Neither the UKPDS-36 nor the HOT trials identified a threshold below which clinical benefit was no longer evident. The recommendation to lower SBPs to 130 mm Hg or less is partly based on prospective cohort data; specifically, the Pittsburgh Epidemiology of Diabetes Complications Study (in patients with type 1 diabetes mellitus) and the UKPDS-36 (in patients with type 2 diabetes mellitus) demonstrated a linear relationship between SBP levels and mortality, coronary artery disease, overt diabetic nephropathy and proliferative retinopathy (13,14). These associations were maintained even after adjustment for other confounding factors (such as lipid levels, age, sex and glycemic control). In these studies, direct relationships were seen between the magnitude of incremental BP reduction and reductions in risk of hypertension-related complications over time.  These data also support a Grade C rating.

2. For persons with cardiovascular or kidney disease, including microalbuminuria, or with cardiovascular risk factors in addition to diabetes and hypertension, an ACE inhibitor or an ARB is recommended as initial therapy (Grade A).

These guidelines identify specifically those patients with diabetes, and those patients with evidence of increased urinary albumin excretion, as persons at high risk for cardiovascular events. In addition, the recommendations also recognize those patients with known cardiovascular disease, renal disease, or elevated urinary albumin excretion, as well as those patients with additional cardiovascular risk factors to be high-risk patients who should receive an ACE inhibitor or an ARB as first-line therapy (38–40). This risk assessment strategy is consistent with strategies currently recommended by the CDA (42). (Additional references 41–55)

3. For persons with diabetes and hypertension not included in other guidelines in this section, appropriate choices include (in alphabetical order): ACE inhibitors (Grade A), ARBs (Grade B), dihydropyridine CCBs (Grade A), and thiazide/thiazide-like diuretics (Grade A).

Using ACE inhibitors or ARBs as first-line therapeutic agents is appropriate for persons at high risk for cardiovascular events (Section XII, recommendation 2).

Based on publication of the diabetes subgroup results from the ALLHAT trial (56), dihydropyridine CCBs were added to the list of potential first-line agents for persons with diabetes and with normal urinary albumin excretion (< 30 mg/day). In the ALLHAT study subgroup, 13,101 patients with type 2 diabetes mellitus were randomly assigned to chlorthalidone, amlodipine or lisinopril. Although SBP was significantly lower among those patients randomly assigned to chlorthalidone compared with lisinopril or amlodipine, no difference was shown in primary endpoint of coronary heart disease (HR, 0.97; 95%CI, 0.86 to 1.10) between amlodipine and chlorthalidone. While this lack of difference was consistent generally for other cardiovascular secondary endpoints, the study was too underpowered to detect differences in development of end-stage renal disease (ESRD). Thus, the proviso was added that ACE inhibitors and ARBs also appear to have renal benefits beyond that expected from their BP-lowering effects; therefore, physicians may wish to consider these additional benefits when selecting first-line agents. Remaining recommendations are unchanged (55,56). (Additional references 59–69)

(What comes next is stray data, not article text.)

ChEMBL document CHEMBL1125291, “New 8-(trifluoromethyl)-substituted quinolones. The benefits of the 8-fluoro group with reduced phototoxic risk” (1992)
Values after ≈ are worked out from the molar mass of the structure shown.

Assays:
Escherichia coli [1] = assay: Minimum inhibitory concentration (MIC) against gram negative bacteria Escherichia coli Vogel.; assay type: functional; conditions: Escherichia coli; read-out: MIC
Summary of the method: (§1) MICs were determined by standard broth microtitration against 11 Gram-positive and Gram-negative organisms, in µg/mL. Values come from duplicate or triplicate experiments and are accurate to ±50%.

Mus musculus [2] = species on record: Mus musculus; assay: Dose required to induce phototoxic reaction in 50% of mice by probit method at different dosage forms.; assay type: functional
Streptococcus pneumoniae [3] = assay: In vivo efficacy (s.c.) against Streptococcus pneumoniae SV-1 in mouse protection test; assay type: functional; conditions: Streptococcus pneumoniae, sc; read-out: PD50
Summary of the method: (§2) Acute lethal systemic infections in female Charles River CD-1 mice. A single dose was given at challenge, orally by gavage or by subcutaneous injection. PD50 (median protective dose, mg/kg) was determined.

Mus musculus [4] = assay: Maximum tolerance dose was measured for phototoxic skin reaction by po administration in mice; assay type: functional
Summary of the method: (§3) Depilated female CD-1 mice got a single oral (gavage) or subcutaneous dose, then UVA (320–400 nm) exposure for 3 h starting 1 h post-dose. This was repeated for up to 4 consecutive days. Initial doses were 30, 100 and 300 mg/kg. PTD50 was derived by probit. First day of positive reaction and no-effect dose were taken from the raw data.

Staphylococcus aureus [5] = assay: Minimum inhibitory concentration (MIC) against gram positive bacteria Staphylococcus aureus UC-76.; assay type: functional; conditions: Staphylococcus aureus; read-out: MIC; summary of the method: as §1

4. If target BP levels are not achieved with standard-dose monotherapy, additional antihypertensive therapy should be used. For persons in whom combination therapy with an ACE inhibitor is being considered, a dihydropyridine CCB is preferable to a thiazide/thiazide-like diuretic (Grade A).

This recommendation supports ACE/CCB combination therapy in patients with type 2 diabetes, and is based on the ACCOMPLISH trial, which compared benzapril/amlodipine combination treatment vs. benzapril/thiazide therapy (70). The primary endpoint was a composite of MI, stroke, cardiovascular death, hospitalization for angina, resuscitated cardiac arrest, and coronary revascularization. The trial enrolled 6946 high-risk subjects with type 2 diabetes; 2842 participants were deemed to be particularly “high risk” by virtue of a previous cardiac, cerebrovascular, or renal event. Benzapril/amlodipine reduced occurrence of the primary event compared to benzapril/thiazide in all subjects with diabetes (8.8% vs. 11%; HR, 0.79; 95%CI, 0.68–0.92) and subgroups of subjects who were considered high risk (13.6% vs. 17.3%; HR, 0.77; 95%CI, 0.64–0.93).